According to the Rwandan government (9.4%), the World Bank, GDP growth in the past year 2019 was around 10%, and according to current IMF data (10.1%). The forecasts for the current year were estimated from around 9% to around 3.5% due to the COVI-19 pandemic.
The annual growth rates are mainly based on the agriculture, construction and tourism sectors. The development of the processing industry is noticeably steady, but it remains relatively low.
A crucial weak point in the national economic system is the high trade deficit. The value of imported products is more than twice as high as the export value. Solution approaches in the area of export promotion could show partial successes using the example of mining. With the latest “Made in Rwanda” strategy to increase exports, the government has achieved significant successes in recent years.
As in other areas of Rwanda, the socio-economic development of the last two decades has been strongly shaped by recent tragic history. Pictures of a devastated country in 1994 immediately after the genocide are remembered. For the economy it meant a total collapse and the loss of decades of development.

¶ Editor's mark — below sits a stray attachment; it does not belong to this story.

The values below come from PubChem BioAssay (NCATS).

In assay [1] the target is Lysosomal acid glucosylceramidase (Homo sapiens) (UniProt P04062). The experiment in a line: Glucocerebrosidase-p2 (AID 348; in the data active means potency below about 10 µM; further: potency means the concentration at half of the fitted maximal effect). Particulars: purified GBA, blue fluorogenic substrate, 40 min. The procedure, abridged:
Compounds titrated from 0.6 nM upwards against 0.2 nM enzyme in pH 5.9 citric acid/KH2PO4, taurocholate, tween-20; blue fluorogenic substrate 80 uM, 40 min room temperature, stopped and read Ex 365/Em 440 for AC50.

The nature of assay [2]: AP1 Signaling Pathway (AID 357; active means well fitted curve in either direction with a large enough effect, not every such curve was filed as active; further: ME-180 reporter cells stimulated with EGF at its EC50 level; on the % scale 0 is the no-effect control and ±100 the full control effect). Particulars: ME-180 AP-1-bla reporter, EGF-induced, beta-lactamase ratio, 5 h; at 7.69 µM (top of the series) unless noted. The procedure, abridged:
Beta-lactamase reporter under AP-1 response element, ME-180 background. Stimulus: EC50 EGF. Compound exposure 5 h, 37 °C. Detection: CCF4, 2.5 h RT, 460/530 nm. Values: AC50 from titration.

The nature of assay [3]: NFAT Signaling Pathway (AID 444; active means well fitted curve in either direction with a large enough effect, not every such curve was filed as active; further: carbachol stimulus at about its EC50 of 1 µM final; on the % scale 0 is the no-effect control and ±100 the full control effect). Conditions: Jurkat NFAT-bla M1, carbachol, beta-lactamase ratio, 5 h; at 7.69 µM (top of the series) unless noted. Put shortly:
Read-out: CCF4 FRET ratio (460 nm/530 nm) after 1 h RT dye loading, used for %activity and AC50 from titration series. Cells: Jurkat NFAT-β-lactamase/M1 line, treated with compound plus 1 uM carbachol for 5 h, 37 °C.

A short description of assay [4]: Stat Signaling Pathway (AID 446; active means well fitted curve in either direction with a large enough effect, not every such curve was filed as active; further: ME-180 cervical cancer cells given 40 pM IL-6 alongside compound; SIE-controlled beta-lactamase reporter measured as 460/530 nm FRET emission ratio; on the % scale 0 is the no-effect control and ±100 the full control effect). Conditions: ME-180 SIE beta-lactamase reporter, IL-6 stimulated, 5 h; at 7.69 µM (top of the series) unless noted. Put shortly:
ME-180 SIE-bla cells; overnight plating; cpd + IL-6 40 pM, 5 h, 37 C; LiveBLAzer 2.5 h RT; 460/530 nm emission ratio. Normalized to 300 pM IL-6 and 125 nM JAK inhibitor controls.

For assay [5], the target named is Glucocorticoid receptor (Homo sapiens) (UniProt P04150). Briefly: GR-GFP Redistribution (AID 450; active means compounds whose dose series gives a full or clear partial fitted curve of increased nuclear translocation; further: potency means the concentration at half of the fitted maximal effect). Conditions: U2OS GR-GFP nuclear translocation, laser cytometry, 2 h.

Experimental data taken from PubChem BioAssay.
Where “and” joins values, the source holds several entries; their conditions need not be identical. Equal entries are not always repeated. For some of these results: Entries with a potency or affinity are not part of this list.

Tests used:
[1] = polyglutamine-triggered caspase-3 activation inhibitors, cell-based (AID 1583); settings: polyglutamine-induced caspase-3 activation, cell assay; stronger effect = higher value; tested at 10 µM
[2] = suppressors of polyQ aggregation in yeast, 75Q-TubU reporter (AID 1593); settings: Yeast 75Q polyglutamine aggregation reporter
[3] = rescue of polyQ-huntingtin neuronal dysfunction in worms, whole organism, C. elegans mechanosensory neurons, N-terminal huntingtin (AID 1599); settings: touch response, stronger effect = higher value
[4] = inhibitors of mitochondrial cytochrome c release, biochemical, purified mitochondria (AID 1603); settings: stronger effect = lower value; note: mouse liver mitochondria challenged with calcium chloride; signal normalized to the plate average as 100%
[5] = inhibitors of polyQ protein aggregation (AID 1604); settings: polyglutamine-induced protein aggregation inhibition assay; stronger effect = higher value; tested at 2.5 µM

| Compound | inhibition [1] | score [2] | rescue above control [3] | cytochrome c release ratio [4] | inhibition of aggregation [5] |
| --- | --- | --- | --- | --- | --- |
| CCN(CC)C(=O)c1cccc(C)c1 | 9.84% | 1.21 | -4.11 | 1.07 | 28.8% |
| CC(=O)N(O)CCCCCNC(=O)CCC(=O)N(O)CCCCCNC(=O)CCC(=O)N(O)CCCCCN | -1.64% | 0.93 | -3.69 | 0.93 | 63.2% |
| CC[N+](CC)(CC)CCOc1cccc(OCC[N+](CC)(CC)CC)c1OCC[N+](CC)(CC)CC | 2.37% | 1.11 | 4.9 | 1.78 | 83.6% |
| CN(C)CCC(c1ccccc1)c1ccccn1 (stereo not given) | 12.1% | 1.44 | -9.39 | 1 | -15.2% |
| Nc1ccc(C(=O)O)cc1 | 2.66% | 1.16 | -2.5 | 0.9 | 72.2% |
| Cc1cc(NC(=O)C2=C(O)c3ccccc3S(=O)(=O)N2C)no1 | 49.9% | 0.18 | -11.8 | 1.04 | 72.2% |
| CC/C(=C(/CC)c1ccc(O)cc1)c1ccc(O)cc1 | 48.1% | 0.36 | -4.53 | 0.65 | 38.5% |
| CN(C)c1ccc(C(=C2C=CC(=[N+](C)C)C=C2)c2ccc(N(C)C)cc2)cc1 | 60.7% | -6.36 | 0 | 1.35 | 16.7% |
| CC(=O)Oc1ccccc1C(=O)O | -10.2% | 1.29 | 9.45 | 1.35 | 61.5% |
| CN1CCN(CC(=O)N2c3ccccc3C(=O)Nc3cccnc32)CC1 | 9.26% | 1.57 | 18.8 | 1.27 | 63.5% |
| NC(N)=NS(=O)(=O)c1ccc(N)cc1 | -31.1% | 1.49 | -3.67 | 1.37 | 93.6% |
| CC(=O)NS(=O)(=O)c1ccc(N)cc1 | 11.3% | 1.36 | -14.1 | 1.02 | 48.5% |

From this economic collapse, the country has recovered surprisingly quickly and has a believed to be impossible development. Today, Rwanda is – in a continental comparison – exemplary in terms of economic modernization. In the capital Kigali, international luxury hotels, shopping centers and office complexes are emerging, the service sector is booming and the upswing in the infrastructure sector (energy and road construction projects) has continued in recent years. However, major challenges remain. The largest fields of work are in the field of industrial development and agriculture in particular. Feeding the population is one of the greatest challenges of all. The country is extremely densely populated and more than 70% of the population live from their work in agriculture.
According to extrareference, the economy of Rwanda has been in a stable growth phase for several years. With annual average growth rates of 7%, economic growth has remained stable at a high level over the past few decades.